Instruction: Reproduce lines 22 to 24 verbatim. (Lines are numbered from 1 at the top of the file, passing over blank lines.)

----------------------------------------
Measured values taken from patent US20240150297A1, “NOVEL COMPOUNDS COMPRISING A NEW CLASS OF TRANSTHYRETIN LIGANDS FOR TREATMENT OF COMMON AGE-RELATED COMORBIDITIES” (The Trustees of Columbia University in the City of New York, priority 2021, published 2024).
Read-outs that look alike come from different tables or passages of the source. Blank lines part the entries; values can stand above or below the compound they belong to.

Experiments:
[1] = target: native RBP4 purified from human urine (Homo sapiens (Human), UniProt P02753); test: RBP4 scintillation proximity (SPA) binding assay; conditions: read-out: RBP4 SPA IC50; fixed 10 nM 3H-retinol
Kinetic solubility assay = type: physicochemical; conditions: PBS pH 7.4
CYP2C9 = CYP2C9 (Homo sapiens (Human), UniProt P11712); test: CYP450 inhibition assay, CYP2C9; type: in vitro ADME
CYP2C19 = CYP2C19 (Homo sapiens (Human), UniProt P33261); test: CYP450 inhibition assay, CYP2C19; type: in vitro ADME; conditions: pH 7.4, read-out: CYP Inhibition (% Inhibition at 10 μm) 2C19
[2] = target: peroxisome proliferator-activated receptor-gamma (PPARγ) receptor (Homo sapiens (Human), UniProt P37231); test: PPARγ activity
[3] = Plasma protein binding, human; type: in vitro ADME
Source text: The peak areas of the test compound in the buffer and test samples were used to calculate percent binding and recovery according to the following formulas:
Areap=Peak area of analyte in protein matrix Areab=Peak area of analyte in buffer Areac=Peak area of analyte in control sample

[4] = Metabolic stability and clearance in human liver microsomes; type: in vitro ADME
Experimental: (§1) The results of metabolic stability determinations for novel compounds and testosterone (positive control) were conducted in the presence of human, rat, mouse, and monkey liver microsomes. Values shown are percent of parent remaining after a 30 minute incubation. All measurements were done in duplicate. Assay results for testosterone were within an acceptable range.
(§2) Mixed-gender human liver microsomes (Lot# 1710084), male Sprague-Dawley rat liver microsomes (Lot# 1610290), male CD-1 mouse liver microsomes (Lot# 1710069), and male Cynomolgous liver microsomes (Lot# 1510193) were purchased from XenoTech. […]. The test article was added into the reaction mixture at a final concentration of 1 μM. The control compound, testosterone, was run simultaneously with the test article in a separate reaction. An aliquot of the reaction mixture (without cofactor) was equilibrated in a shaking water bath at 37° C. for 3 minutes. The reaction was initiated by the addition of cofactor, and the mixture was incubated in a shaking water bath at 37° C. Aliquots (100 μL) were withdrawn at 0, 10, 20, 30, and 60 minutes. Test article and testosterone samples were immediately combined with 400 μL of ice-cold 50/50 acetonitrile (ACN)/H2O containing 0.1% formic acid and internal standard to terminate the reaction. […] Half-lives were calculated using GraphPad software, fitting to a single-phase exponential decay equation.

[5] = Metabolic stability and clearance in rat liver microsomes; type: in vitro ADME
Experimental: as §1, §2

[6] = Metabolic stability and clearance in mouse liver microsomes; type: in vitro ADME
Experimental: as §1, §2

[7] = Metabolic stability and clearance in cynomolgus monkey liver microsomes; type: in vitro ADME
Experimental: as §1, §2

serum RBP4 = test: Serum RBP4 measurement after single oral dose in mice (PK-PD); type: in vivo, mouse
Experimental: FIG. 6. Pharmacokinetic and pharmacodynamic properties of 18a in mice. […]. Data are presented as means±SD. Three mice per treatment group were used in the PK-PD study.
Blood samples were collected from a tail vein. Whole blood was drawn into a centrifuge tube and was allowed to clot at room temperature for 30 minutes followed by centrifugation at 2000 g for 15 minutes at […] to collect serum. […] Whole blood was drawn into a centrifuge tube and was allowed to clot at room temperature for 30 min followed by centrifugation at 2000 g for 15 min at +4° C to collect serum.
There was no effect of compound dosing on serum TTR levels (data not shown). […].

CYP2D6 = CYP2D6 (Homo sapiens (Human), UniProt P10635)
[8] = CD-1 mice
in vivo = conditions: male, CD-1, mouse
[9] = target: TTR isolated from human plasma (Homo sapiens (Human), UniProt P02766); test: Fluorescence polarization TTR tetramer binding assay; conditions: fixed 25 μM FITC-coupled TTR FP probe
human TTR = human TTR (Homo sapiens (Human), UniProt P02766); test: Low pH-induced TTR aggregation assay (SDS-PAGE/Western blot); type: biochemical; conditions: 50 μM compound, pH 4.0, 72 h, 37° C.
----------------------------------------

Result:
Experimental: FIG. 6. Pharmacokinetic and pharmacodynamic properties of 18a in mice. […]. Data are presented as means±SD. Three mice per treatment group were used in the PK-PD study.
Blood samples were collected from a tail vein. Whole blood was drawn into a centrifuge tube and was allowed to clot at room temperature for 30 minutes followed by centrifugation at 2000 g for 15 minutes at […] to collect serum. […] Whole blood was drawn into a centrifuge tube and was allowed to clot at room temperature for 30 min followed by centrifugation at 2000 g for 15 min at +4° C to collect serum.
There was no effect of compound dosing on serum TTR levels (data not shown). […].